Friday, August 9, 2013

Why You Shouldn't Get Married at 18... and Why You Can't Tell an 18 Year Old That

I got married at the age of 18.  I knew all of the statistics... early marriages are more likely to end in divorce... your brain isn't fully matured until the age of 25... you don't know who you ARE yet at the age of 18, you're still trying on different identities.  And so on and so forth.

I made the decision to get married anyway.  After all, by the time I was 18, I'd already known and been close friends with my husband for TEN YEARS.  I'd already finished two years of college.  And I was dead certain that I knew exactly who I was, and that while some small things might change, my basic identity was already fixed.  Besides which, even if I changed, I was certain that the only thing required for a healthy marriage was commitment.  Sure, we'll grow and change, I thought, but we'll just make sure we grow TOGETHER and everything will be FINE.

This is why you can't tell 18 year olds anything.  They always think that they are the exception to the rule.  And since there always ARE some exceptions to the rule, you can never convince them otherwise.

By the way, this doesn't only apply to teenagers.  I think everyone, from 9 to 99, has the tendency to whine "but it's DIFFERENT with ME!!!"

I wrote a list of pros and cons about whether or not to get married when I did.  Hubby and I were already engaged.  We got engaged in October, planning a 3 year engagement. By April we were sick of the long distance relationship, sick of not having sex, sick of people telling us we were young and not really in love and not going to make it.  So we were considering moving the wedding up to July.  I was on a weekend trip with some girlfriends and we were bored on the long road trip.  So we wrote the list of pros and cons.  It was a laugh riot and a fun memory.

Most of those pros were about being able to have sex.  A lot of the rest of them were about being able to escape my home life, specifically my mom who was very emotionally abusive.  I'm pretty sure the only cons we came up with were that I'd have to leave my friends behind and that my mom would be mad as hornets (which might have been a pro as well, come to think of it.)

So all of the sudden I had about 3 months to plan a wedding and a future that was suddenly much different than I'd envisioned.  We had to find a place to live, I had to find a job, we had to plan a honeymoon.  We had no money.  It was crazy.  I settled.

I settled for less than the wedding I wanted (because it's about the MARRIAGE not the DAY) and because we didn't have time or money for something different.  By the way, it's true that it's about the marriage and not the day, and if I could do it over again I wouldn't change much.  Mostly the things I regret are the people who weren't able to be there because we did it on such short notice, and the way my mom basically made me feel as if I didn't deserve to have a nice wedding because I wasn't doing it "right."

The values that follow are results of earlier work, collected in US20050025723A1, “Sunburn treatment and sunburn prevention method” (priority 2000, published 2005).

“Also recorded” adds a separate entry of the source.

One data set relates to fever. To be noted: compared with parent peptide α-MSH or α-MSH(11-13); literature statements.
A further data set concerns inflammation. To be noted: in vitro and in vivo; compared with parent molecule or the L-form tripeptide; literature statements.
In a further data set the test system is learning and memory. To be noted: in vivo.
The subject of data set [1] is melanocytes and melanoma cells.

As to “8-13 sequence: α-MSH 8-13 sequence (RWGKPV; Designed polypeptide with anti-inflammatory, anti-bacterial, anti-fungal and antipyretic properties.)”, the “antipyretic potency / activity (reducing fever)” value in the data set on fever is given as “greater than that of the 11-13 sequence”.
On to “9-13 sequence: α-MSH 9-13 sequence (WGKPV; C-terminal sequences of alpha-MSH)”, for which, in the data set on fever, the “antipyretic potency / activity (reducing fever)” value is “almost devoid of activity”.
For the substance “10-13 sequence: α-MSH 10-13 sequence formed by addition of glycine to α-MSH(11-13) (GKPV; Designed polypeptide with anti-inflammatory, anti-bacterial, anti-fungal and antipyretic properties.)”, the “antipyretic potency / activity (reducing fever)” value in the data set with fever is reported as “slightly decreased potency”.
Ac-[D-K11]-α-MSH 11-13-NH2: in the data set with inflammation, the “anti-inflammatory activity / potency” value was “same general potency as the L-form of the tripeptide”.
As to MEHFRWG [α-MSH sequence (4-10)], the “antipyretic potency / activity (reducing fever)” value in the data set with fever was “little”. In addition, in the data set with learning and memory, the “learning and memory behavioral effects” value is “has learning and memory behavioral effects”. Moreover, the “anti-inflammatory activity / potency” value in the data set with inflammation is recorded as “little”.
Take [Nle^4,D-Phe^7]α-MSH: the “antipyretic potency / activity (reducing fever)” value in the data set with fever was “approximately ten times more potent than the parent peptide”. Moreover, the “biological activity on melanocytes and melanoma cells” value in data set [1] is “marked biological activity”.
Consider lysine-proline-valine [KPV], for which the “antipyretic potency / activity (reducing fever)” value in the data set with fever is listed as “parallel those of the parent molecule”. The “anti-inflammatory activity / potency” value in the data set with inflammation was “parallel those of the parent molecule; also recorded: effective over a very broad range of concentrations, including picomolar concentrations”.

But more importantly, and I didn't, COULDN'T know this at the time, I settled for less than the marriage that I wanted. Because I wasn't mature enough to be married.  My husband wasn't mature enough to be married.  And neither one of us had a clue who we really were. So we did everything wrong.  Oh the first few years were mostly happy.  Blissful, even.  But we were setting up dysfunctional patterns of behavior, reliving dysfunctional patterns of behavior from our childhoods, doing everything we could to destroy our marriage from the inside out without even knowing it.

So now, here I am, 6 years into a marriage with a man that I love more than words can possibly explain, with a 2.5 year old daughter who depends on us and deserves a loving home, and the situation has become absolutely intolerable.  I spend my days waffling between numb and between despairing.  Because the thing is, to fix this marriage, we have to completely un-make it.  We need to tear it down to rubble and ash.  Then we need to clear out the rubble and ash. And only then can we see if there is anything left to even rebuild with.  After all that, we'll still have to do the hard work of rebuilding it right, the hard work that at (almost) 25 I'm much more equipped to do than I was at 18.  I know more of who I am now. I have a better sense of self.  I have a touch more self-respect and dignity, and a little bit more of an ability to stand up for myself.

But doing that is going to take so much time. And it will be so, so, so painful.  And at the end of it... it might all be for nothing.  At the end of it, we might find that there just isn't enough there to rebuild with.  And so I'm scared.  I'm not sure it's worth going through all the pain.  But the pain of losing Lee is going to be bad too.

I feel paralyzed.  I feel stuck.  I want a good marriage, a strong marriage, a mutually respectful partnership marriage.  I want to be married to Lee.  I'm not sure the two things are compatible.

This is why you don't get married at 18.  But if you tell an 18 year old this, they will scoff at you and tell you that it will be different with them.

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